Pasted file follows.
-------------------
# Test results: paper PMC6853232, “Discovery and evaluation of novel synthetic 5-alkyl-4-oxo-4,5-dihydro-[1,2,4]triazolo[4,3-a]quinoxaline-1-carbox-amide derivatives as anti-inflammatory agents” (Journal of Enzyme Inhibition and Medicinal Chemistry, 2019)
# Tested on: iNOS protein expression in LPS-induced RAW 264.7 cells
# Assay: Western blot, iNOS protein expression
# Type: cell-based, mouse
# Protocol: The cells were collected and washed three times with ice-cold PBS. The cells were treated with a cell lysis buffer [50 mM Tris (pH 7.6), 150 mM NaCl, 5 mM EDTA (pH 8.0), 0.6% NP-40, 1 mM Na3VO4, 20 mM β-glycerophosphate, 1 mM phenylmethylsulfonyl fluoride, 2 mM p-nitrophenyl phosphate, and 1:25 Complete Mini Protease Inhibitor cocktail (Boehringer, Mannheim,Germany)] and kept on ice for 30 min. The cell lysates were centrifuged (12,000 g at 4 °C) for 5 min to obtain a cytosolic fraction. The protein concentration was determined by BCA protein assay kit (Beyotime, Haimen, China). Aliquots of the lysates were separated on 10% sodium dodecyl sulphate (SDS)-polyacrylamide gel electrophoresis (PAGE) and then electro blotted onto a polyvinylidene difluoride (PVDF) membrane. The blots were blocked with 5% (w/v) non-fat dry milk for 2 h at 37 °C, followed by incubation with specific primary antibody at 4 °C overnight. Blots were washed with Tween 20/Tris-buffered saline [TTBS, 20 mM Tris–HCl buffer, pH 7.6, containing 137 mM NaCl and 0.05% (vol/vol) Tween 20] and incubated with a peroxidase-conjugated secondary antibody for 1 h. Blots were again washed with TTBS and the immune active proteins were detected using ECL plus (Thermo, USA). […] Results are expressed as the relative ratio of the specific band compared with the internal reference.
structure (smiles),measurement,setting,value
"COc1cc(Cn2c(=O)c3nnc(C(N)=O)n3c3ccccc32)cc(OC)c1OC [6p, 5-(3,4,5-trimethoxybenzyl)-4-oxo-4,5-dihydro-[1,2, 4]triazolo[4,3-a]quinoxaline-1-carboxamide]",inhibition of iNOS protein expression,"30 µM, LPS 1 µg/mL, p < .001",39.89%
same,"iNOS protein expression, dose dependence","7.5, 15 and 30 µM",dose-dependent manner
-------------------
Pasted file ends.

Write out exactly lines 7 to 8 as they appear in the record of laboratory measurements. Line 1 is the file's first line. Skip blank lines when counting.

"COc1cc(Cn2c(=O)c3nnc(C(N)=O)n3c3ccccc32)cc(OC)c1OC [6p, 5-(3,4,5-trimethoxybenzyl)-4-oxo-4,5-dihydro-[1,2, 4]triazolo[4,3-a]quinoxaline-1-carboxamide]",inhibition of iNOS protein expression,"30 µM, LPS 1 µg/mL, p < .001",39.89%
same,"iNOS protein expression, dose dependence","7.5, 15 and 30 µM",dose-dependent manner